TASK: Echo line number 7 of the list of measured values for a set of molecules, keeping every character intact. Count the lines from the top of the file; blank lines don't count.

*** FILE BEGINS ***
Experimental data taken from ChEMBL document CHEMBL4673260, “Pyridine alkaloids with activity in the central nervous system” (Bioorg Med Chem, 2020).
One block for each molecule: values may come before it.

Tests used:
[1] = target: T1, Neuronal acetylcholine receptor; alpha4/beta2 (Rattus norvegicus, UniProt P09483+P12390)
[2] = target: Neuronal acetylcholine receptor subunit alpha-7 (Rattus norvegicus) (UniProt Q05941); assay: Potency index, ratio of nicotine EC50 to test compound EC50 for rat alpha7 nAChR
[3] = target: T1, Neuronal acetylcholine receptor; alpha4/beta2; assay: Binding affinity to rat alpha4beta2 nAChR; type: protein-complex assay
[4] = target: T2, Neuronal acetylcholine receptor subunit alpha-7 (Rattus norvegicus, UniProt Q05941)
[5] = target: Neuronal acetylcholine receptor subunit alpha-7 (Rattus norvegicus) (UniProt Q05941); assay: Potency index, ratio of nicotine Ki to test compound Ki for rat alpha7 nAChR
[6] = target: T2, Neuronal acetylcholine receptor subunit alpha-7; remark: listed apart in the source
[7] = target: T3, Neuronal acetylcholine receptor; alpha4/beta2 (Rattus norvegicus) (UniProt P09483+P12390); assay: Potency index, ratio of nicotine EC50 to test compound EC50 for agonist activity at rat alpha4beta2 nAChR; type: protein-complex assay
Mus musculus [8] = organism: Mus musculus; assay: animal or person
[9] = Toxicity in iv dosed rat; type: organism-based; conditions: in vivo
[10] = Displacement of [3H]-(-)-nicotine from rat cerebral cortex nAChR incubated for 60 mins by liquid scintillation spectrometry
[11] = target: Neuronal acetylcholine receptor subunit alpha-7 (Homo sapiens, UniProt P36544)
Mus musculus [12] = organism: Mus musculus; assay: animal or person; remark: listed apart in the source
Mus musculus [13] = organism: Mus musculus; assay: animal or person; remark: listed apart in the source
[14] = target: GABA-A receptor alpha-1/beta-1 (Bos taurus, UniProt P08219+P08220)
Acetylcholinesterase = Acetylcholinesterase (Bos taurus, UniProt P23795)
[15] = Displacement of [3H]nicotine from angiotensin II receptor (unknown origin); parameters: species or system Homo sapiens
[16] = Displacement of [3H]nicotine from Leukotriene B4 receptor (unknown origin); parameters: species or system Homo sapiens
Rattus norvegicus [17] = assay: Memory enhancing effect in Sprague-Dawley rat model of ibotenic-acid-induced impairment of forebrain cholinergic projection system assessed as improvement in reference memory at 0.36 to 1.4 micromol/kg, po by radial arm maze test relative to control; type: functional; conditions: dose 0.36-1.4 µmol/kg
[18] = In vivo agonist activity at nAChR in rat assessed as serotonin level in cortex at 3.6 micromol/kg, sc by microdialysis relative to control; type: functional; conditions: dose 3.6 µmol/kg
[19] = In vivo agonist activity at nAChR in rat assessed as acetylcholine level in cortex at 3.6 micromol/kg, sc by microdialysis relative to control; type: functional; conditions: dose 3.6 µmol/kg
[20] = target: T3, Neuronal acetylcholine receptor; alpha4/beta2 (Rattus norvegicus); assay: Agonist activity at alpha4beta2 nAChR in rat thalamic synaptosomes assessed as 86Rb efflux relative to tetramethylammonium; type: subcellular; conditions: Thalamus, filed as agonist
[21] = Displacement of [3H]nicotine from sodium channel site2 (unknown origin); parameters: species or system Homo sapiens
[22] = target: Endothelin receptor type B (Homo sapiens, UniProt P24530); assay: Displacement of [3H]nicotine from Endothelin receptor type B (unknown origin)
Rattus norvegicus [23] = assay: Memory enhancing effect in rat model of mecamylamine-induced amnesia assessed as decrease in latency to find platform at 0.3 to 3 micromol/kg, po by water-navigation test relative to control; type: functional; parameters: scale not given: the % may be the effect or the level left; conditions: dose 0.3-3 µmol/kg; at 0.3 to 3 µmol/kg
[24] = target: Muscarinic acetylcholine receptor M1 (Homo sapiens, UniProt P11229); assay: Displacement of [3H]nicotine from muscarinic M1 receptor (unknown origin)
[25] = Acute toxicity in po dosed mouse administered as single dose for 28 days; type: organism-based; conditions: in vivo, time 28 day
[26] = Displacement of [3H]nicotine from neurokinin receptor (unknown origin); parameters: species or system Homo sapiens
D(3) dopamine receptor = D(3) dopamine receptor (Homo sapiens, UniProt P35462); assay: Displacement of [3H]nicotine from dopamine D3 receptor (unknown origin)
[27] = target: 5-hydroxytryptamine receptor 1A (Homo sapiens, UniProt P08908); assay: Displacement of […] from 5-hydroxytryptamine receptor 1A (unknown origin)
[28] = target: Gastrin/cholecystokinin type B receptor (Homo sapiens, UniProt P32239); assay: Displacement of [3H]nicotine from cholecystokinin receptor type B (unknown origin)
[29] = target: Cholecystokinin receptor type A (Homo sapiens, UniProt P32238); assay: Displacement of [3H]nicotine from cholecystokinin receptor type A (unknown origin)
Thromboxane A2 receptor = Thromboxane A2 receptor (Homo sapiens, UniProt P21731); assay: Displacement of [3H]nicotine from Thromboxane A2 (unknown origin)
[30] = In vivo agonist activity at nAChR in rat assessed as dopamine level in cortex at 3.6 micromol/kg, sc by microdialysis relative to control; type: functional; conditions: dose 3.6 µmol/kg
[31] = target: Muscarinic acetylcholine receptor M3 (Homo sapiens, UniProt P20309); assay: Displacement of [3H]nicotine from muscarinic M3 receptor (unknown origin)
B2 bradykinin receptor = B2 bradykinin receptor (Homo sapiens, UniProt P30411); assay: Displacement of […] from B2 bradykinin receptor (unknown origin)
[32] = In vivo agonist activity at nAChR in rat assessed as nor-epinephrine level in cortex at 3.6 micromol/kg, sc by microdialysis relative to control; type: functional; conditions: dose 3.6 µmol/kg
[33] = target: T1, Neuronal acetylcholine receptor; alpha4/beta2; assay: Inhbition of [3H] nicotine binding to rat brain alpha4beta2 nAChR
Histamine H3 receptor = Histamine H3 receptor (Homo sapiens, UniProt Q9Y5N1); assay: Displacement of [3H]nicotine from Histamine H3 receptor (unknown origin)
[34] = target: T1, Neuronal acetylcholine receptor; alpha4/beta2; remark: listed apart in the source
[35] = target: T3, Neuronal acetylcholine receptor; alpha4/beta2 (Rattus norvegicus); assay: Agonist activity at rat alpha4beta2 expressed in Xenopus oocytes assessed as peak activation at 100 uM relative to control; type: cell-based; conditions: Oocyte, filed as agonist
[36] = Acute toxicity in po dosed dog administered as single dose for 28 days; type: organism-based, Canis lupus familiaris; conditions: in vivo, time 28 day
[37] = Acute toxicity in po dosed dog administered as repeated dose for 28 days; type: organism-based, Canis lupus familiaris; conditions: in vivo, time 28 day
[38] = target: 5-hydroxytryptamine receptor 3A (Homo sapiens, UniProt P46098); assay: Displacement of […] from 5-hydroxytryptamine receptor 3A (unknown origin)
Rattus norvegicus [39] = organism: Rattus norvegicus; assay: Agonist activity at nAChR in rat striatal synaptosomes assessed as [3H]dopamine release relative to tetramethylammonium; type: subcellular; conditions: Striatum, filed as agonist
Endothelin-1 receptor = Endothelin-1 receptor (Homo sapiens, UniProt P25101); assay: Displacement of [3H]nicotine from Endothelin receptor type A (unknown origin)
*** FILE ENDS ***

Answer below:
[4] = target: T2, Neuronal acetylcholine receptor subunit alpha-7 (Rattus norvegicus, UniProt Q05941)